As we would all learn eventually, nothing about the waning years of Paterno’s reign featured anything resembling normal circumstances. He would sometimes ramble incoherently at press conferences, while for the most part the national sports media either discreetly looked the other way, or indulged in worshipful encomia to the “larger than life” figurehead the old man had become. When he turned 78 PSU asked him to retire, but he absolutely refused to go, and there were stories he let it be known to his putative superiors that, if he was not allowed to leave on his terms, he would make sure many people would never give another cent to Pennsylvania State University.
All this was sad to watch. Paterno was the last link to the college football of my childhood – to the world of Bo Schembechler and Woody Hayes, and to all those long-ago fall Saturday afternoons listening to Bob Ufer’s understated radio calls of the game action. Bo died on a November morning in 2006, on the day before what was supposed to be the biggest Michigan-Ohio State game of all. A few days later I went, along with tens of thousands of others, to a cold and windy memorial service at Michigan Stadium. As I sat there shivering through the speeches, and trying to say goodbye to my childhood, I couldn’t help but feel that, despite everything, this was a story that had ended well.
My favorite piece of sports writing is John Updike’s essay about Ted Williams’ last at-bat:
Understand that we were a crowd of rational people. We knew that a home run cannot be produced at will; the right pitch must be perfectly met and luck must ride with the ball. Three innings before, we had seen a brave effort fail. The air was soggy; the season was exhausted. Nevertheless, there will always lurk, around a corner in a pocket of our knowledge of the odds, an indefensible hope, and this was one of the times, which you now and then find in sports, when a density of expectation hangs in the air and plucks an event out of the future.
Fisher, after his unsettling wait, was wide with the first pitch. He put the second one over, and Williams swung mightily and missed. The crowd grunted, seeing that classic swing, so long and smooth and quick, exposed, naked in its failure. Fisher threw the third time, Williams swung again, and there it was. The ball climbed on a diagonal line into the vast volume of air over center field. From my angle, behind third base, the ball seemed less an object in flight than the tip of a towering, motionless construct, like the Eiffel Tower or the Tappan Zee Bridge. It was in the books while it was still in the sky. Brandt ran back to the deepest corner of the outfield grass; the ball descended beyond his reach and struck in the crotch where the bullpen met the wall, bounced chunkily, and, as far as I could see, vanished.
Like a feather caught in a vortex, Williams ran around the square of bases at the center of our beseeching screaming. He ran as he always ran out home runs—hurriedly, unsmiling, head down, as if our praise were a storm of rain to get out of. He didn’t tip his cap. Though we thumped, wept, and chanted “We want Ted” for minutes after he hid in the dugout, he did not come back. Our noise for some seconds passed beyond excitement into a kind of immense open anguish, a wailing, a cry to be saved. But immortality is nontransferable. The papers said that the other players, and even the umpires on the field, begged him to come out and acknowledge us in some way, but he never had and did not now. Gods do not answer letters.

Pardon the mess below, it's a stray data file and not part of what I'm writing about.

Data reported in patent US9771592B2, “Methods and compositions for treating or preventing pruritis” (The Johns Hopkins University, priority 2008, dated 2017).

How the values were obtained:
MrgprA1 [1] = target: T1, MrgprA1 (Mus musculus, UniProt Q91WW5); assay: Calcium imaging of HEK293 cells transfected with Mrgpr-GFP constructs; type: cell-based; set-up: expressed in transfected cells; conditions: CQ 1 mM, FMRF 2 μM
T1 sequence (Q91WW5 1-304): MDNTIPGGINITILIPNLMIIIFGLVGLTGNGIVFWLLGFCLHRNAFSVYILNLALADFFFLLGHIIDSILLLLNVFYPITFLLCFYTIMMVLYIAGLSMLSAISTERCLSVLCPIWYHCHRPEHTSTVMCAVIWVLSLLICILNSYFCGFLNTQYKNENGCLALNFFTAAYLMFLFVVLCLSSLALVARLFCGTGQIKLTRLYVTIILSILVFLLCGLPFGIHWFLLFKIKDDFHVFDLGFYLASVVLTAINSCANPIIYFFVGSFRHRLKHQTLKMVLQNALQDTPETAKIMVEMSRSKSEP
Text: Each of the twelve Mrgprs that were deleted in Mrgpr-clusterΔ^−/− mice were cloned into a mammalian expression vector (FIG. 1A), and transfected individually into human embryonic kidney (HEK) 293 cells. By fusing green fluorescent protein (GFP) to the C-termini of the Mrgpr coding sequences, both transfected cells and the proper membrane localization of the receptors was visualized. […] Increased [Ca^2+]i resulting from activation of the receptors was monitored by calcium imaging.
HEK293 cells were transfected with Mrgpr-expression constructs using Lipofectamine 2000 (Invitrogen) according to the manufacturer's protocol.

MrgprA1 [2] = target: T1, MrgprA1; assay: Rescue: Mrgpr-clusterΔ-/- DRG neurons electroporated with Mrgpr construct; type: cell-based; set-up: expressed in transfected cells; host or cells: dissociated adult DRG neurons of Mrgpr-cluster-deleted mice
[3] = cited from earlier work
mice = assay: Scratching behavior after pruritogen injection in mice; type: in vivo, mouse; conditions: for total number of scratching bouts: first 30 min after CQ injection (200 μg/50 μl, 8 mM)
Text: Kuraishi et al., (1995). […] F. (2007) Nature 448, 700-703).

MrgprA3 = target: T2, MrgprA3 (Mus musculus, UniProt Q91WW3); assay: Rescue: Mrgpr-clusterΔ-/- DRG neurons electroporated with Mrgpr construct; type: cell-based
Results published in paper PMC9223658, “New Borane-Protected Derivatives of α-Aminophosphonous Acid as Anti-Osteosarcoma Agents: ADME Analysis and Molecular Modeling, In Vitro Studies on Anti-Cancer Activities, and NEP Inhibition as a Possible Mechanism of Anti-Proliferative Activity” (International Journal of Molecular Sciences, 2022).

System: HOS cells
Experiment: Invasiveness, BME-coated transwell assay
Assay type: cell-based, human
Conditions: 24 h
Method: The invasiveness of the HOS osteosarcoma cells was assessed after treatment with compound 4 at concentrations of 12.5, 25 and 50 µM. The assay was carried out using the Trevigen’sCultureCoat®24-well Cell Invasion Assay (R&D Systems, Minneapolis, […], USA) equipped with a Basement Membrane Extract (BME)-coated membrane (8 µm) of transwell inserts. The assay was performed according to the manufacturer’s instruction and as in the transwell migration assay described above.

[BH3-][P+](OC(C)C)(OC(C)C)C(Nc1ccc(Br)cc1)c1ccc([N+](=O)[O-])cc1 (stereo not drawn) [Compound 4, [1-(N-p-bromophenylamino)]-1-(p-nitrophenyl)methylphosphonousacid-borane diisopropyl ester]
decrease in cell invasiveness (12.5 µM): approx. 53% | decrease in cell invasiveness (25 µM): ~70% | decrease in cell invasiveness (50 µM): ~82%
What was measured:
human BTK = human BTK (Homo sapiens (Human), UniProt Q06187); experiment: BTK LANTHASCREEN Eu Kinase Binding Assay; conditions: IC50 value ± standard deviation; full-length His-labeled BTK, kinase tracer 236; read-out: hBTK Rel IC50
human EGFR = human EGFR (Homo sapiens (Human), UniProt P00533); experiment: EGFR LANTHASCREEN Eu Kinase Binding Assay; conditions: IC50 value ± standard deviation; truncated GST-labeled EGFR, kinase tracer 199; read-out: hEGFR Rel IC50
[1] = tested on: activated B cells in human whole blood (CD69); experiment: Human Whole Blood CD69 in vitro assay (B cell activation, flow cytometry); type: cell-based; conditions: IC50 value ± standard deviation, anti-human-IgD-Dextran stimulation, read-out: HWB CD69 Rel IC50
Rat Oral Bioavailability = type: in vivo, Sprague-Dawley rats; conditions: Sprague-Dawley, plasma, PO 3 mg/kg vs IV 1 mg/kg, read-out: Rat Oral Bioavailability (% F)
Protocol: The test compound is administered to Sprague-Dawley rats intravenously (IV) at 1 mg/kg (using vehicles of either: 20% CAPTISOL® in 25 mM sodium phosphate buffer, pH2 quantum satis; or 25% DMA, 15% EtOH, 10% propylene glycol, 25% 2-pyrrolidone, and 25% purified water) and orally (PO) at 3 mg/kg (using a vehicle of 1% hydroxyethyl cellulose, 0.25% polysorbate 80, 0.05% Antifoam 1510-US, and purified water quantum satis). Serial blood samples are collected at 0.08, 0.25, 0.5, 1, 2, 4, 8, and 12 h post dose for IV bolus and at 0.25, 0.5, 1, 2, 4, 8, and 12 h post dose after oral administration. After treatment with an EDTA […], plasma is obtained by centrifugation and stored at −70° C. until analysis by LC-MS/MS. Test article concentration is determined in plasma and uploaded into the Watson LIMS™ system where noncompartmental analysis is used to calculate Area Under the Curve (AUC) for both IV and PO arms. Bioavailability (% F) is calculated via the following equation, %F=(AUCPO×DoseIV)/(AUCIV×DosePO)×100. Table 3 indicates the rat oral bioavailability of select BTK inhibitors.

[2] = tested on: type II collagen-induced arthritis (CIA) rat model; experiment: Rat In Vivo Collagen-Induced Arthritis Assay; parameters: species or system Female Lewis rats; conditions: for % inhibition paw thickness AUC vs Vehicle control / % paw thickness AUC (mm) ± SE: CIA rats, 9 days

Every true story has an anticlimax. The men on the field refused to disappear, as would have seemed decent, in the smoke of Williams’ miracle. Fisher continued to pitch, and escaped further harm. At the end of the inning, Higgins sent Williams out to his left-field position, then instantly replaced him with Carrol Hardy, so we had a long last look at Williams as he ran out there and then back, his uniform jogging, his eyes steadfast on the ground. It was nice, and we were grateful, but it left a funny taste.
One of the scholasticists behind me said, “Let’s go. We’ve seen everything. I don’t want to spoil it.” This seemed a sound aesthetic decision. Williams’ last word had been so exquisitely chosen, such a perfect fusion of expectation, intention, and execution, that already it felt a little unreal in my head, and I wanted to get out before the castle collapsed. But the game, though played by clumsy midgets under the feeble glow of the arc lights, began to tug at my attention, and I loitered in the runway until it was over. Williams’ homer had, quite incidentally, made the score 4-3. In the bottom of the ninth inning, with one out, Marlin Coughtry, the second-base juggler, singled. Vic Wertz, pinch-hitting, doubled off the left-field wall, Coughtry advancing to third. Pumpsie Green walked, to load the bases. Willie Tasby hit a double-play ball to the third baseman, but in making the pivot throw Billy Klaus, an ex-Red Sox infielder, reverted to form and threw the ball past the first baseman and into the Red Sox dugout. The Sox won, 5-4. On the car radio as I drove home I heard that Williams had decided not to accompany the team to New York. So he knew how to do even that, the hardest thing. Quit.